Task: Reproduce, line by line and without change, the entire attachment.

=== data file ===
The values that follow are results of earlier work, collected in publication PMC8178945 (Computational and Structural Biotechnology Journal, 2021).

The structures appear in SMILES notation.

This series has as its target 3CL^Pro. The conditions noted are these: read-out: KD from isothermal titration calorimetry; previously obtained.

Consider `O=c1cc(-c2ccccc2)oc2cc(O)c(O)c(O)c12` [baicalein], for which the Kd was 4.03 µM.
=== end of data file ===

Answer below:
The values that follow are results of earlier work, collected in publication PMC8178945 (Computational and Structural Biotechnology Journal, 2021).

The structures appear in SMILES notation.

This series has as its target 3CL^Pro. The conditions noted are these: read-out: KD from isothermal titration calorimetry; previously obtained.

Consider `O=c1cc(-c2ccccc2)oc2cc(O)c(O)c(O)c12` [baicalein], for which the Kd was 4.03 µM.